The Headmaster was a Scotsman called Christie and as far as I can remember, the only time he spoke to you was in his office if you were in bother : he possibly took a class now and the but I can't recall. His office was right in front of one of the two stairwells up to the classrooms. If you turned left here and past the cloakrooms you came to the classroom of Mr Williams who took History , but who sadly died , and then taken by a Mr Jenner who was crazy and looked exactly like the lead singer from Jethro Tull. Past this room was Mr Pickfords class which was RE or RK.
When you went back past the cloaks and past Christies office you came to several other classrooms and then the assembly hall/dinner hall. In these classrooms in no particular order were Robinson (maths ) Hindley (English ) Mr Howes who took Geography – we called him Howsie.
There was also a class taken by a Mrs Monks but I can't for the life of me remember what she took. Also on duty was a Mr Jones who never seemed to do much apart from drop in on classes and do a talk on sex education (what do you need to know sir ! ) but I remember he had a vicious temper and used to chuck things at you – book , ruler , chair etc..
When you got to the end of this row you turned left and found a duplicate of the other end of the school with cloaks and offices and a small shop. I think one of the classrooms down her was for music , possibly taken by a Miss Bennett and a nature study class ran by Mr Nichols.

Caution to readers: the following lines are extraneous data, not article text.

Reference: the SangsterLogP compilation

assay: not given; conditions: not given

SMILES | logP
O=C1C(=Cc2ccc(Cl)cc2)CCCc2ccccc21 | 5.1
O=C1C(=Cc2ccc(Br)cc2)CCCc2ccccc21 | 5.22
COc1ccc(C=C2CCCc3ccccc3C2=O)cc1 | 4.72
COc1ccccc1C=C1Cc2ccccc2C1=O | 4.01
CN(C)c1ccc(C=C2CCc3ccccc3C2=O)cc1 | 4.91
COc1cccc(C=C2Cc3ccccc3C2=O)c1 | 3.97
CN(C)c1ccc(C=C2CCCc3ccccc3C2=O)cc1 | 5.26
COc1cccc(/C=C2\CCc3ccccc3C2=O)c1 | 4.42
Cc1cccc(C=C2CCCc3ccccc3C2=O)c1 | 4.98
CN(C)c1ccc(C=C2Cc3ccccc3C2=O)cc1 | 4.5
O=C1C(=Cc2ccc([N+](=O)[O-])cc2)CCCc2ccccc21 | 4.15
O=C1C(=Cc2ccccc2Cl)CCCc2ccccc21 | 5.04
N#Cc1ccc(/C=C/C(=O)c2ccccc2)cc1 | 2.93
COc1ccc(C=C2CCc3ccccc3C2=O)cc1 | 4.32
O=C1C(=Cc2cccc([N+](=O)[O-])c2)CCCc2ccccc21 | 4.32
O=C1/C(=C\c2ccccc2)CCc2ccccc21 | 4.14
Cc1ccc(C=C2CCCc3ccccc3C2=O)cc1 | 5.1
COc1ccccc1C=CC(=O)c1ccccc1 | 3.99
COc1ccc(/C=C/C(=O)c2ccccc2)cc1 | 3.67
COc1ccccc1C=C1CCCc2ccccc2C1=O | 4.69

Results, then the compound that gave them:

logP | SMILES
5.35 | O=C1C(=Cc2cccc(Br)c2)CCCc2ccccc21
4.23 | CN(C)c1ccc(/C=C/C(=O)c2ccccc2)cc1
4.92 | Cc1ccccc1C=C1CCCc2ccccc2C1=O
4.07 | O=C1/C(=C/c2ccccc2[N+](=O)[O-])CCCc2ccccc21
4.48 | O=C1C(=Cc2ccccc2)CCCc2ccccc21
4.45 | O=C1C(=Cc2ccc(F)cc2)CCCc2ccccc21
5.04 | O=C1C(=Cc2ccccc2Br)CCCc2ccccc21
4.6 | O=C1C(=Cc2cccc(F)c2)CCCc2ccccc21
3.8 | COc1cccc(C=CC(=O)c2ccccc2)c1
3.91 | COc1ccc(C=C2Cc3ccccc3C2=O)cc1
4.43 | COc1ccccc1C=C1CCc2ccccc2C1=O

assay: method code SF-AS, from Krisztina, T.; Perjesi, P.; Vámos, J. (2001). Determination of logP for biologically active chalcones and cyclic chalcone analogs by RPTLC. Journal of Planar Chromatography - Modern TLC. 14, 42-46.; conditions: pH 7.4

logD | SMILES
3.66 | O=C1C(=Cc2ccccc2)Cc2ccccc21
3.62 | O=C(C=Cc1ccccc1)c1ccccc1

When you went down either of the staircases you came to the playground and on the other side was the gym - also ran by Howsie who was as fit as anything. Next door was the science lab - Beaky Mellor and further along woodwork which was another Robinson and metalwork which was taken by Hawkins or Attree. 
Lastly , on the far side you had tech drawing taken by Mr Wainwright who was the hardest caner ever , I think he even scared the other teachers !! Also in this small building was art which was a Mr Howard.
The other school sports area was at Walker Lane which we used to walk about a mile to , for eleven-a-side football and cricket and school sports days. The changing rooms were a bit primitive even then.
All in all I thought Greeny was a good school with a well balanced curriculum and fair preparation for adulthood. There were some really clever lads in my year and a couple of superb footballers (no names !! ). I hope the guys I knew felt as sorry as I did when the place was finally demolished a few years ago ..........